The lowest stock allocation you plan to stay with

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john94549
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Re: The lowest stock allocation you plan to stay with

Post by john94549 » Fri Jan 30, 2015 8:24 pm

Since we plan to harvest our IRA CDs for the initial 15 years or so, I suspect our AA will reflect a larger stock allocation going forward. Some refer to it as a "reverse glide path". We're 67, pushing 68, and will probably start taking distributions next year, if my wife (finally) decides to retire.
Last edited by john94549 on Fri Jan 30, 2015 8:28 pm, edited 1 time in total.

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jfn111
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Re: The lowest stock allocation you plan to stay with

Post by jfn111 » Fri Jan 30, 2015 8:25 pm

Stupid question, when people say they have saved X times expenses, what do they mean?
If I want $80,000 per year and I have a $40,000 pension do I just take the remaining $40,000 and divide by portfolio?
Do I ignore future Social Security?
I realized I have answered this in polls but maybe not accurately. :oops:

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joe8d
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Re: The lowest stock allocation you plan to stay with

Post by joe8d » Fri Jan 30, 2015 8:28 pm

50% Stock.
All the Best, | Joe

john94549
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Re: The lowest stock allocation you plan to stay with

Post by john94549 » Fri Jan 30, 2015 8:34 pm

jfn111, you need to add up all sources of income you expect in retirement, then subtract from the total the expenses you expect. For example, it is possible that a two-earner couple might well generate $40,000 (or thereabouts) in Social Security income, which, when coupled with a $40,000 pension, would come close to covering your expenses. You'd need to figure taxes, of course.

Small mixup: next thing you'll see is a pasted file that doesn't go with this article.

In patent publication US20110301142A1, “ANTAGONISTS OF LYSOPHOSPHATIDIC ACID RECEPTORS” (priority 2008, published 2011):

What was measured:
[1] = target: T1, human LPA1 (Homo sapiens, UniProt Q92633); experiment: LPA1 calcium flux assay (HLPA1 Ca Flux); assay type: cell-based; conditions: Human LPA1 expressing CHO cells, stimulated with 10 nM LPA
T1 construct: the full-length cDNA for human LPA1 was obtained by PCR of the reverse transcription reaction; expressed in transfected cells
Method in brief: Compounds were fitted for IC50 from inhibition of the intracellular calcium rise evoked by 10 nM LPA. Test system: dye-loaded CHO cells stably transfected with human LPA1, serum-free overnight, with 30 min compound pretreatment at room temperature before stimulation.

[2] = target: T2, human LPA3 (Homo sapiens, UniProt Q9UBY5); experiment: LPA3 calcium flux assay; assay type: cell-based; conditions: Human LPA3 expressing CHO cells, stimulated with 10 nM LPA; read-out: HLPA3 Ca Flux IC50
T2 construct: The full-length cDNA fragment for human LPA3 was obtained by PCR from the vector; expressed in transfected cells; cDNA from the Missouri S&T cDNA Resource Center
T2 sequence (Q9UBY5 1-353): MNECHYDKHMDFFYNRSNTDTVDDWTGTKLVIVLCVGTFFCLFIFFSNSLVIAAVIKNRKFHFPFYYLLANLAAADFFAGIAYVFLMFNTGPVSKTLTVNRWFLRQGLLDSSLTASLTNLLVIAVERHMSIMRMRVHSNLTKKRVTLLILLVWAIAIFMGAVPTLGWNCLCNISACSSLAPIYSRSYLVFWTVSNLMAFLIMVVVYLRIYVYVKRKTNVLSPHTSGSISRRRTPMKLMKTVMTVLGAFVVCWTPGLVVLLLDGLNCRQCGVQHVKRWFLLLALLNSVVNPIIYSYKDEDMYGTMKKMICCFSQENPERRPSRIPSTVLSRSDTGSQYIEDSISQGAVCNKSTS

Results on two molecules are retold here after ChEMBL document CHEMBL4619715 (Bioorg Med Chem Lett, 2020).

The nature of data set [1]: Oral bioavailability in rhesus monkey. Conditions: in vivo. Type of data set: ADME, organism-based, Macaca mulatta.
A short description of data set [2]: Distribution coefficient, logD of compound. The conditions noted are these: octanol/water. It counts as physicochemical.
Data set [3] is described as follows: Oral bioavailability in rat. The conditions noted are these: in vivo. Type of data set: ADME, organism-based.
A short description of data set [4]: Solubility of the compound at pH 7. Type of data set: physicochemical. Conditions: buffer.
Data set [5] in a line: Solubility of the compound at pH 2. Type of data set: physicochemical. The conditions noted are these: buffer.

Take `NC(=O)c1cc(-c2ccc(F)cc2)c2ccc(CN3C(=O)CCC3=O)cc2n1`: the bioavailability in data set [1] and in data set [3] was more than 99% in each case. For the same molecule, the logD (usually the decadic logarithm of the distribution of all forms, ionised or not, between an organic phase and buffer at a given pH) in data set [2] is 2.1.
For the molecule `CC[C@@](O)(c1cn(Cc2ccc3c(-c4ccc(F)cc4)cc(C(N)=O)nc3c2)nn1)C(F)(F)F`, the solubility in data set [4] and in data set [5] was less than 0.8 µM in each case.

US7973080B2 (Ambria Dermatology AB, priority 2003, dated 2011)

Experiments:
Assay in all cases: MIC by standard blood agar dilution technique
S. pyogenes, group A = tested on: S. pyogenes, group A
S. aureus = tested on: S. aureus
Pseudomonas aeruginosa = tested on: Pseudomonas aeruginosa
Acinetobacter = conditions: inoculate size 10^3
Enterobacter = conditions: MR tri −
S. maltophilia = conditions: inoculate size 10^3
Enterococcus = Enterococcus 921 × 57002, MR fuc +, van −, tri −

Some articles you read might advocate "25 X expenses", but that's some what misleading. It's just a variant on the SWR, and it ignores other sources of income. A more accurate formula might be "25 X expenses not covered by other sources of income".
Last edited by john94549 on Fri Jan 30, 2015 8:46 pm, edited 1 time in total.

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jfn111
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Re: The lowest stock allocation you plan to stay with

Post by jfn111 » Fri Jan 30, 2015 8:38 pm

john94549 wrote:jfn111, you need to add up all sources of income you expect in retirement, then subtract from the total the expenses you expect. For example, it is possible that a two-earner couple might well generate $40,000 (or thereabouts) in Social Security income, which, when coupled with a $40,000 pension, would cover your expenses. Social Security is COLA'd, your pension might, or might not. But this might help your planning.
I appreciate that, thanks!
I was just wondering what the actual formula was when people say they have 30 times expenses saved? If I deduct the pension and future SS I have an infinite amount of expenses saved. :confused

john94549
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Re: The lowest stock allocation you plan to stay with

Post by john94549 » Fri Jan 30, 2015 8:48 pm

I edited my post to anticipate your question.

letsgobobby
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Re: The lowest stock allocation you plan to stay with

Post by letsgobobby » Fri Jan 30, 2015 8:51 pm

so much of this depends on your portfolio size relative to spending.

If you get to 50x spending, your answer will be a lot different than if you only get to 10x spending.

I'm thinking 50/50, but remember I use a tactical allocation model, so if PE10s get really high I will definitely be lowering my stock allocation below 50%. If PE10 were 50 and I were 80, my stock allocation would be 0%.

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jfn111
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Re: The lowest stock allocation you plan to stay with

Post by jfn111 » Fri Jan 30, 2015 9:03 pm

john94549 wrote:jfn111, you need to add up all sources of income you expect in retirement, then subtract from the total the expenses you expect. For example, it is possible that a two-earner couple might well generate $40,000 (or thereabouts) in Social Security income, which, when coupled with a $40,000 pension, would come close to covering your expenses. You'd need to figure taxes, of course.